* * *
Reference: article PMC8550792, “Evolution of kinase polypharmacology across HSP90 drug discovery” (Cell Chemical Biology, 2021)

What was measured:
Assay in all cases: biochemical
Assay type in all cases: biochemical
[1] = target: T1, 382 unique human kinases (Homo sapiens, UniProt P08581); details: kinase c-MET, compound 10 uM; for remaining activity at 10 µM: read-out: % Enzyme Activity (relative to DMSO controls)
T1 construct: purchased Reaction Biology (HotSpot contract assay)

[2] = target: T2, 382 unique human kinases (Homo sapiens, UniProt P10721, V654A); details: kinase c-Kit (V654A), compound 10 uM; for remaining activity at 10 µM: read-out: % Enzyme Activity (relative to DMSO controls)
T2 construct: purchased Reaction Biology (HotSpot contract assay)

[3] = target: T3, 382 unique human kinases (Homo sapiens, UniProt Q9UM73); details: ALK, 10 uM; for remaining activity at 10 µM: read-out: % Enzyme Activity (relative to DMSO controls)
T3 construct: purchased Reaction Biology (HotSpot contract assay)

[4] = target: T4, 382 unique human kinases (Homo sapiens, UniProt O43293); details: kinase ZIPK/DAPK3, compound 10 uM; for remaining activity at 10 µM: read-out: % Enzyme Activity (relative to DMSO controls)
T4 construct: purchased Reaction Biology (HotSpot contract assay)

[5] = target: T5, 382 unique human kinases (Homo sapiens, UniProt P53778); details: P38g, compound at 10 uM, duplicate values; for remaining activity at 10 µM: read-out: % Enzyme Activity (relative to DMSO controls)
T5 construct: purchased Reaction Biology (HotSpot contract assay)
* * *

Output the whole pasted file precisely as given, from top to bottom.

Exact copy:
Reference: article PMC8550792, “Evolution of kinase polypharmacology across HSP90 drug discovery” (Cell Chemical Biology, 2021)

What was measured:
Assay in all cases: biochemical
Assay type in all cases: biochemical
[1] = target: T1, 382 unique human kinases (Homo sapiens, UniProt P08581); details: kinase c-MET, compound 10 uM; for remaining activity at 10 µM: read-out: % Enzyme Activity (relative to DMSO controls)
T1 construct: purchased Reaction Biology (HotSpot contract assay)

[2] = target: T2, 382 unique human kinases (Homo sapiens, UniProt P10721, V654A); details: kinase c-Kit (V654A), compound 10 uM; for remaining activity at 10 µM: read-out: % Enzyme Activity (relative to DMSO controls)
T2 construct: purchased Reaction Biology (HotSpot contract assay)

[3] = target: T3, 382 unique human kinases (Homo sapiens, UniProt Q9UM73); details: ALK, 10 uM; for remaining activity at 10 µM: read-out: % Enzyme Activity (relative to DMSO controls)
T3 construct: purchased Reaction Biology (HotSpot contract assay)

[4] = target: T4, 382 unique human kinases (Homo sapiens, UniProt O43293); details: kinase ZIPK/DAPK3, compound 10 uM; for remaining activity at 10 µM: read-out: % Enzyme Activity (relative to DMSO controls)
T4 construct: purchased Reaction Biology (HotSpot contract assay)

[5] = target: T5, 382 unique human kinases (Homo sapiens, UniProt P53778); details: P38g, compound at 10 uM, duplicate values; for remaining activity at 10 µM: read-out: % Enzyme Activity (relative to DMSO controls)
T5 construct: purchased Reaction Biology (HotSpot contract assay)